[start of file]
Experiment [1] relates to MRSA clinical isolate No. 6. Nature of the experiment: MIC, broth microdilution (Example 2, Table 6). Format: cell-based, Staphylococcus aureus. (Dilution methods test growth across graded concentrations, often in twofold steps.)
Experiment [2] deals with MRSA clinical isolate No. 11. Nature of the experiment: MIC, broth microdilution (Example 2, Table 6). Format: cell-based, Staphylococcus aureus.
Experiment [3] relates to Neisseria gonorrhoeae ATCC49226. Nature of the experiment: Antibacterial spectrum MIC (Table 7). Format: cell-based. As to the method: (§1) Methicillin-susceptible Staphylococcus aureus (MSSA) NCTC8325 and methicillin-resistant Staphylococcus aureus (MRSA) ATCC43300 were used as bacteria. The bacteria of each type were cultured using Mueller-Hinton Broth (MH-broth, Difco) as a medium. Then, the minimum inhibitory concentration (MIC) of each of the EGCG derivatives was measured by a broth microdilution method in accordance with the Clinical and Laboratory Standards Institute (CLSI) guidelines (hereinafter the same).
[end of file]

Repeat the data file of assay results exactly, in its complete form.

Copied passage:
Experiment [1] relates to MRSA clinical isolate No. 6. Nature of the experiment: MIC, broth microdilution (Example 2, Table 6). Format: cell-based, Staphylococcus aureus. (Dilution methods test growth across graded concentrations, often in twofold steps.)
Experiment [2] deals with MRSA clinical isolate No. 11. Nature of the experiment: MIC, broth microdilution (Example 2, Table 6). Format: cell-based, Staphylococcus aureus.
Experiment [3] relates to Neisseria gonorrhoeae ATCC49226. Nature of the experiment: Antibacterial spectrum MIC (Table 7). Format: cell-based. As to the method: (§1) Methicillin-susceptible Staphylococcus aureus (MSSA) NCTC8325 and methicillin-resistant Staphylococcus aureus (MRSA) ATCC43300 were used as bacteria. The bacteria of each type were cultured using Mueller-Hinton Broth (MH-broth, Difco) as a medium. Then, the minimum inhibitory concentration (MIC) of each of the EGCG derivatives was measured by a broth microdilution method in accordance with the Clinical and Laboratory Standards Institute (CLSI) guidelines (hereinafter the same).